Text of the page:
On April 24, 2013, on the outskirts of Bangladesh’s capital and largest city, Dhaka, an eight-story commercial building called Rana Plaza collapsed. The building, which contained a bank, a mosque, shops, apartments, and five clothing factories, had been evacuated the day before because of cracks that had appeared in the walls and columns that were so prominent they made the evening news. But the next morning, the clothing factory managers ordered the 3,000 factory workers back inside at the beginning of their shifts, threatening to cut their wages if they refused and reassuring them that the building was safe. The building collapsed later that morning, killing more than 1,100 people and injuring more than 2,500 others.
The scale of the tragedy along with two factory fires that caused fatalities in other clothing factories in Bangladesh grabbed international headlines and the world’s attention. Labor issues and factory conditions have long been the focus of LSA lecturer Ian Robinson’s research and coursework. Robinson teaches courses such as Ethical Consumption and Community Action, and he also serves as the faculty advisor to United Students Against Sweatshops (USAS) Local #17, the student labor organization on campus.
Supply Chain Power
According to Robinson’s research, most people have a basic understanding of sweatshops; however, understanding why so much clothing comes from sweatshops now, when it did not 40 years ago, is less clear. “Fundamentally, it’s about the way the global supply chains link factories in the global South to consumers in the global North,” explains Robinson, and how power within the chain is concentrated above the equator. There is a power inequality between the factory owners who employ the workers who make the clothes and another power imbalance between the factory owners and the retailers at the top of the chain reaping the majority of the profits.
“In labor language we talk about whipsawing,” says Robinson. “The workers are played off against one another by the factories. The factory owners are played off each other by the brands and retailers. That’s why Rana Plaza happened: The workers felt they couldn’t say no, but so did the factory owners.”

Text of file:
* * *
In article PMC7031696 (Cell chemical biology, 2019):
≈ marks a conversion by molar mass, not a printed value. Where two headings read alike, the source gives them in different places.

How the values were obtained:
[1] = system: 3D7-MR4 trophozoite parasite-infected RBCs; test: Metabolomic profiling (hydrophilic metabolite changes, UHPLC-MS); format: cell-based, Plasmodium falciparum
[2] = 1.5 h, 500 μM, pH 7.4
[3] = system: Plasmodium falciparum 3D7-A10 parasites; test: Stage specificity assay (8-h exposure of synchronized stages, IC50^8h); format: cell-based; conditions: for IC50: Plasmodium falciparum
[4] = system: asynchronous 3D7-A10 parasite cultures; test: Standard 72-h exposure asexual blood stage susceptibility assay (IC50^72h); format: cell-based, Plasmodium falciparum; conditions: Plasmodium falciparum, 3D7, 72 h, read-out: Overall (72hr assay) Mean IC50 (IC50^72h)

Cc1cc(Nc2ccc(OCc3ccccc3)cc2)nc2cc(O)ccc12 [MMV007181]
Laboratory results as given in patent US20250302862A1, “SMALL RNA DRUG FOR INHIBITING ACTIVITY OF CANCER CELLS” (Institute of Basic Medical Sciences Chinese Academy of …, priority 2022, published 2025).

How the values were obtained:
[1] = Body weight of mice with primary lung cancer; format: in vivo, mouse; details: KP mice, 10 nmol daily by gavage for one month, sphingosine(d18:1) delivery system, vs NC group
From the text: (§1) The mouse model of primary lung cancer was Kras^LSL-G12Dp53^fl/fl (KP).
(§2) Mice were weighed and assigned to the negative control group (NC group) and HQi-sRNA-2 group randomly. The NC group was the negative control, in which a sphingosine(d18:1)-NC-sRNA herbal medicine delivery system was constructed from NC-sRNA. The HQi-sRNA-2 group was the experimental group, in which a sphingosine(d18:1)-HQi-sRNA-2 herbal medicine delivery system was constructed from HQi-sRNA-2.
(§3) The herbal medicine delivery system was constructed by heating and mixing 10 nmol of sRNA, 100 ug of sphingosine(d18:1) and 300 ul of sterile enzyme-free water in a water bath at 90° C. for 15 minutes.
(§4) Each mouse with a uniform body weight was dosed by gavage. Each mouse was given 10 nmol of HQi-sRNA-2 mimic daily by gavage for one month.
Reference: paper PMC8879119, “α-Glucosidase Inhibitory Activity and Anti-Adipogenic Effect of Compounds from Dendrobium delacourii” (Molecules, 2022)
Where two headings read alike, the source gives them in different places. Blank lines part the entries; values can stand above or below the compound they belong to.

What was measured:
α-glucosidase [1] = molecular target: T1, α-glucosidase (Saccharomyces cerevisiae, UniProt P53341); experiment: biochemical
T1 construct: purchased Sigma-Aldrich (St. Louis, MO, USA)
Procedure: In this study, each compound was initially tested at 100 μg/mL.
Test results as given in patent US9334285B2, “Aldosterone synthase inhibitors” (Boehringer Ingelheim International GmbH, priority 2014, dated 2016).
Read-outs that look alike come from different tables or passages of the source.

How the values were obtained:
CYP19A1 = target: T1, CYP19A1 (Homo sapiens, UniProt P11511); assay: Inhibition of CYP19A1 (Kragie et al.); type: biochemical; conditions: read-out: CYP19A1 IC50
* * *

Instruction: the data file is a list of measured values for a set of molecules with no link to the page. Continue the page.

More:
In the mid 1990s, both Gap and Nike changed the way they manufactured their clothing due to pressure created by non-governmental organizations supporting workers’ rights, such as International Labor Rights Forum (ILRF), as well as consumer threats to boycott their products. Activists, including Robinson, hope that outrage over the tragedy at Rana Plaza can create even more substantial, sustainable improvements to safety conditions for workers worldwide.
“The level of sustained media coverage of Rana Plaza, because of the scale of the disaster, was unprecedented,” Robinson says. “Fifteen hundred people dying in factories in a single year, in a single country, really showed people that the systems the companies had set up to monitor themselves and meet safety standards were completely ineffective. Consumers said, clearly this isn’t working. You’ve got to do something else. The international labor organizations took that feeling, transformed it into a set of clear, practical reform demands, and negotiated hard with the big European and US brands and retailers. Out of that process emerged the Bangladesh Accord.”
The Bangladesh Accord—formally known as the Accord on Fire and Building Safety in Bangladesh—is a five-year agreement between retailers, non-governmental organizations, and labor organizations that was developed in response to Rana Plaza’s collapse. The Accord, says Robinson, has been well designed. It includes international union federations and international labor organizations, and “they’ve figured out how to close the major loopholes that might have allowed the effort to improve workers’ lives to be circumvented.”
The accord has garnered significant support since it was created, and it has a growing number of signatories from multinational corporations, from factories, and, this month, from University of Michigan.
As of April 2, 2014, U-M requires companies that manufacture U-M apparel to sign the Bangladesh Accord.
Photo by Rob Hess.
Students Help to Bring U-M Into Accord
On April 2, 2014, President Mary Sue Coleman announced that U-M will require its apparel licensees to sign the Bangladesh Accord. The request was initially brought before President Coleman by USAS, and was reviewed and ultimately recommended by the President’s Advisory Committee on Labor Standards and Human Rights.
“U-M’s adoption of the Bangladesh Accord sends an important signal,” says Robinson. “U-M is one of the top five licensers of collegiate apparel in the entire country in any given year. Our joining will hopefully be a green light for others to get on board. And it’s really the students who are responsible.
“The students worked to get us a Fair Labor Association Code of Conduct in 2001,” continues Robinson. “They got the Worker Rights Consortium created in 2006, and then, most recently, they encouraged the president to sign onto the Bangladesh Accord. Each stage in the process has been driven by a relatively small group of students that claimed to have the support of the majority of students on their campus, and had real legitimacy when they made that claim.
“Many of us are bystanders with respect to most things happening in the world,” he concludes. “Lacking infinite time and resources, we have to pick our fights. But on certain issues, all of us need to stop being bystanders and commit ourselves to tip the balance toward justice. In my opinion, this is one of those issues.
“The Bangladesh Accord is an opportunity to turn the Rana Plaza tragedy into something that can benefit a lot of people—in Bangladesh and beyond. ”